Author(s) Vredeman de Vries, Jan
Vredeman de Vries, Paul
Hondius, Hendrik
La haulte & fameuse science, consistante en cincq manieres d’edifices ou fabriques...
Imprint The Hague, H. Hondius, 1606
Localisation Paris, Bibliothèque nationale de France, V- 1996 (Gallica)
Subject Orders
Transcribed version of the text


     La haulte & fameuse science, consistante en cinq manieres d’edifices ou fabriques... was published by the Dutch publisher Hendrik Hondius in 1606. In the introduction Hans Vredeman de Vries and his son Paul, define architecture as the architect's science. They are referring to Cesare Cesariano and Vitruvius. They also underline the importance that knowledge of geometry, optics, arithmetic and the sciences such as medecine, music and astronomy takes on. Exceptional attention is paid to "symmetry" in the way that Vitruvius uses this term: "Symmetry is the appropriate agreement of all the elements of the work itself". To begin with, each column order is defined in terms of dimensions, inspired for the most part by Vitruvius, but also by Serlio's Quarto libro, particularly for the composite capitals. The description of the Tuscan order is followed by a "Préface au lecteur" written by Hondius where we read that "Iean Vredeman Frison" was the creator of the buildings represented in perspective and that it took him no less than forty years to manage to master that science. Thirteen plates representing the elevations and the details of the five orders of columns come next; then a short description of the four kinds of proportions that must be given to columns according to their position relative to the wall: separate, attached, three-quarter projecting and flanked by pilasters having bases and capitals. A collection of seventeen engravings follows, of which five represent interior scenes decorated with the five orders put in relation with the five senses: Tuscan for sight, Doric for hearing, Ionic for smell, Corinthian for taste and composite for touch. The book was published in Dutch in 1606. The French edition was reissued afterward under the title Les cinq rangs de l’architecture (1617, 1620, etc.) and with the Fortification by Marolois (1638, 1651, etc.).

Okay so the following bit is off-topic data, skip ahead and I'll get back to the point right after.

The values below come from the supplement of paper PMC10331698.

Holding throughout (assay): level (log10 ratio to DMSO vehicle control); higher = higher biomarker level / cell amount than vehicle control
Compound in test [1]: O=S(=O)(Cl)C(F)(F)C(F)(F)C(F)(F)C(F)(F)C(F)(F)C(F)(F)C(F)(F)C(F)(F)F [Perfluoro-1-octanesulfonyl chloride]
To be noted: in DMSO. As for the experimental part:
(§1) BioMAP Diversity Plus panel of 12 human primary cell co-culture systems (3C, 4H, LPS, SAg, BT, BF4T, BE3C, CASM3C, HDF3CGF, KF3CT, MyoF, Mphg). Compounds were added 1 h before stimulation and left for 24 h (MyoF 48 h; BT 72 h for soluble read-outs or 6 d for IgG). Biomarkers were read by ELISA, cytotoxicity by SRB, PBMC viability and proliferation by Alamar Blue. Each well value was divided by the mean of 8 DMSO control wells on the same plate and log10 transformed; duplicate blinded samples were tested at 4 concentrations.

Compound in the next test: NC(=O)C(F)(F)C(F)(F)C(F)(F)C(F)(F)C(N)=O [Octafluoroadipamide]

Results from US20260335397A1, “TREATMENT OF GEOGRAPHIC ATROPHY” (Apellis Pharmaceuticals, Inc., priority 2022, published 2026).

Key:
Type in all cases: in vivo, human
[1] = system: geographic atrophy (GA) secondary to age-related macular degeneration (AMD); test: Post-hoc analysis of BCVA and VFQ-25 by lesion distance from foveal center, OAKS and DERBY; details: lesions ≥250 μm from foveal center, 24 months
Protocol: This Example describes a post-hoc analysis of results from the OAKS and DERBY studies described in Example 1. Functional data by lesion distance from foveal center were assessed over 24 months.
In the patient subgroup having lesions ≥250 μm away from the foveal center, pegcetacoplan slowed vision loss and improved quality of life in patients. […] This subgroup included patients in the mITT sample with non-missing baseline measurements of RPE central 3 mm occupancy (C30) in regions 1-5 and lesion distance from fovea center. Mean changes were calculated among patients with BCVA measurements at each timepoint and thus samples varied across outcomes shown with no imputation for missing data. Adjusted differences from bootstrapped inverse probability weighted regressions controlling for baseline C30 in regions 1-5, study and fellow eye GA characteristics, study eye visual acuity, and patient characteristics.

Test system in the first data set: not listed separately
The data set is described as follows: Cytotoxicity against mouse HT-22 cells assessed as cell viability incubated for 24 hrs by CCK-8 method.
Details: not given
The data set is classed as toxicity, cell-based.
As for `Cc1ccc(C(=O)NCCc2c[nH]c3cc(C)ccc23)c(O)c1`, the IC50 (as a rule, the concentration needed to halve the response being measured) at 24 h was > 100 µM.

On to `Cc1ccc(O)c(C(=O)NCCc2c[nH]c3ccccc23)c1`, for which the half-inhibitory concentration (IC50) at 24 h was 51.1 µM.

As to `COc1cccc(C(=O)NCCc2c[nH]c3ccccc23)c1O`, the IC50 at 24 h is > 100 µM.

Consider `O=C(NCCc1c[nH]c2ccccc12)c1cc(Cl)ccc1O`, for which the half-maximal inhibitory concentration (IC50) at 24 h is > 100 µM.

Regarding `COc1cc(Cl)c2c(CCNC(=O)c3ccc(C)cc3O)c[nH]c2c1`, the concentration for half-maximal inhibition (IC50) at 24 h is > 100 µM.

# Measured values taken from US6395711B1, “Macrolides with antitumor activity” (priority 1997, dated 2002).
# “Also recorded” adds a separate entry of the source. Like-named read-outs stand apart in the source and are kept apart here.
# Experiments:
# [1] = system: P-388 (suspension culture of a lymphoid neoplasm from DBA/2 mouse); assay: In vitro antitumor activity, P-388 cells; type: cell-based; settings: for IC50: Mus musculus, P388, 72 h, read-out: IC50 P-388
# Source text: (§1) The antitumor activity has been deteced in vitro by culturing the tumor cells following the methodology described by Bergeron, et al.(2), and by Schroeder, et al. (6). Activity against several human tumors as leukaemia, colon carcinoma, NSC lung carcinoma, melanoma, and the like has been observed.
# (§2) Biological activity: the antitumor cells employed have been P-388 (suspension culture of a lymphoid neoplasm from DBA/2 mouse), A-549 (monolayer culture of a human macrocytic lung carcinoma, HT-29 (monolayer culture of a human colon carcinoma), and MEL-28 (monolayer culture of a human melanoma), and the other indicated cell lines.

Piet Lombaerde (Hoger Instituut voor Architectuurwetenschappen Henry van de Velde,
 Association Université Anvers) – 2006

Critical bibliography

P. Fuhring & G. Luijten (ed.), Hollstein’s Dutch & Flemish Etchings, Engravings and Woodcuts 1450-1700, Vredeman de Vries 1555-1571, 48, 2, Rotterdam, Sound & Vision Interactive, 1997, p. 231.

L. Konecny, "Paul Vredeman de Vries, the Five Senses and the Five Architectural Orders", H. Borggrefe & V. Lüpkes (ed.), Hans Vredeman de Vries und die Folgen, Marburg, Jonas Verlag, 2005, pp. 152-160.

N. M. Orenstein, Hendrick Hondius and the Business of Prints in Seventeenth-Century Holland (Studies in Prints and Printmaking, 1), Rotterdam, Sound & Vision Interactive, 1996.

P. S. Zimmermann, Die Architectura von Hans Vredeman de Vries. Entwicklung der Renaissancearchitektur in Mitteleuropa, Munich/Berlin, Deutscher Kunstverlag, 2002, pp. 76-81.